|Saturday, 9 February 2008 at 9h 41m 45s|
Outsourcing torture and detention camps
The CIA's secret interrogation program has made extensive use of outside contractors, whose role likely included the
waterboarding of terrorist suspects, according to testimony yesterday from the CIA director and two other people familiar with
Many of the contractors involved aren't large corporate entities but rather individuals who are often former agency or military
officers. However, large corporations also are involved, current and former officials said. Their identities couldn't be learned.
According to two current and former intelligence officials, the use of contracting at the CIA's secret sites increased quickly in the
wake of the 9/11 attacks, in part because the CIA had little experience in detentions and interrogation. Using nongovernment
employees also helped maintain a low profile, they said.
[SOURCE:†Digby†|†digbysblog†|†8 February 2008]
How come the "liberal media" isn't all over this revelation that came out of a Congressional hearing this week? "Using
nongovernment employees also helped maintain a low profile" ... yea, I bet.
When are American's going to realize that rogue elements are operating independent of the government. Cliques of political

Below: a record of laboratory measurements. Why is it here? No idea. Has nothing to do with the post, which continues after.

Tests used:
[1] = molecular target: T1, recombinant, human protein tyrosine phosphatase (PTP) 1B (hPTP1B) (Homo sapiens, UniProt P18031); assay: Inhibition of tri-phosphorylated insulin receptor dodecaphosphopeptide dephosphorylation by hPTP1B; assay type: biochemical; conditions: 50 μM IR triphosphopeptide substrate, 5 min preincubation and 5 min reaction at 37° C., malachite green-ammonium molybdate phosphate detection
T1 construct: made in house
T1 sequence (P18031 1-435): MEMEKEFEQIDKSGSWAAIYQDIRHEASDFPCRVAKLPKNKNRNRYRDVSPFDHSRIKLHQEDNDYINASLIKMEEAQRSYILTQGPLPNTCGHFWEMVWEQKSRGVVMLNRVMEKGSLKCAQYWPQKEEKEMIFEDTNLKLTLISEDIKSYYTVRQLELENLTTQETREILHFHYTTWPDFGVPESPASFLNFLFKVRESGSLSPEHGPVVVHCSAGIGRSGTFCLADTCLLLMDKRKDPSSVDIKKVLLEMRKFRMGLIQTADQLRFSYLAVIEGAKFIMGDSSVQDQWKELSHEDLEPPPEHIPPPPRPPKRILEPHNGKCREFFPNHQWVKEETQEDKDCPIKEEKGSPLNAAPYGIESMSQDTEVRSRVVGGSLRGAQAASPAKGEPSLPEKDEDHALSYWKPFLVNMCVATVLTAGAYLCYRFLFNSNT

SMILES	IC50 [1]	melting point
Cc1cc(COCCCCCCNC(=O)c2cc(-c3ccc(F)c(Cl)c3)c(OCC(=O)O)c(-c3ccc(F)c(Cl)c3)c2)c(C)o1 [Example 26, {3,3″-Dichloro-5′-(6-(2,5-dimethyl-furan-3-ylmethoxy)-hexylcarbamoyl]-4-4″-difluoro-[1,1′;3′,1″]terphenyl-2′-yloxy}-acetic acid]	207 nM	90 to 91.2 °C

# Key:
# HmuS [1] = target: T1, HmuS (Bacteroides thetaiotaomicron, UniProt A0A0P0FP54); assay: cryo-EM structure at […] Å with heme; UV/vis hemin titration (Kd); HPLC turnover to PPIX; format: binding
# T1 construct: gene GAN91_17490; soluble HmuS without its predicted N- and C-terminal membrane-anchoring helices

elites are enabling decisions with winks and nods that are out of their control. Is this really to help better fight the "terrorists" ?
Consider how the contracting process has already corrupted the military operations in Iraq. Consider the history of rogue
intelligence operations since the growth of the Intelligence establishment since World War Two. In almost every single case, the
secretive actions back-fire and force government policy-makers to deal with the resulting mess.
Here's a brief list:
- Bay of Pigs
- Secret missions into Laos and Burma during Vietnam
- assassination of Panamanian Trujillo leads way to oligarchy and puppet dictator Noriega
- creation of the Shah of Iran leds to Iranian revolution
- support of bin Laden in early 80's in Afghanistan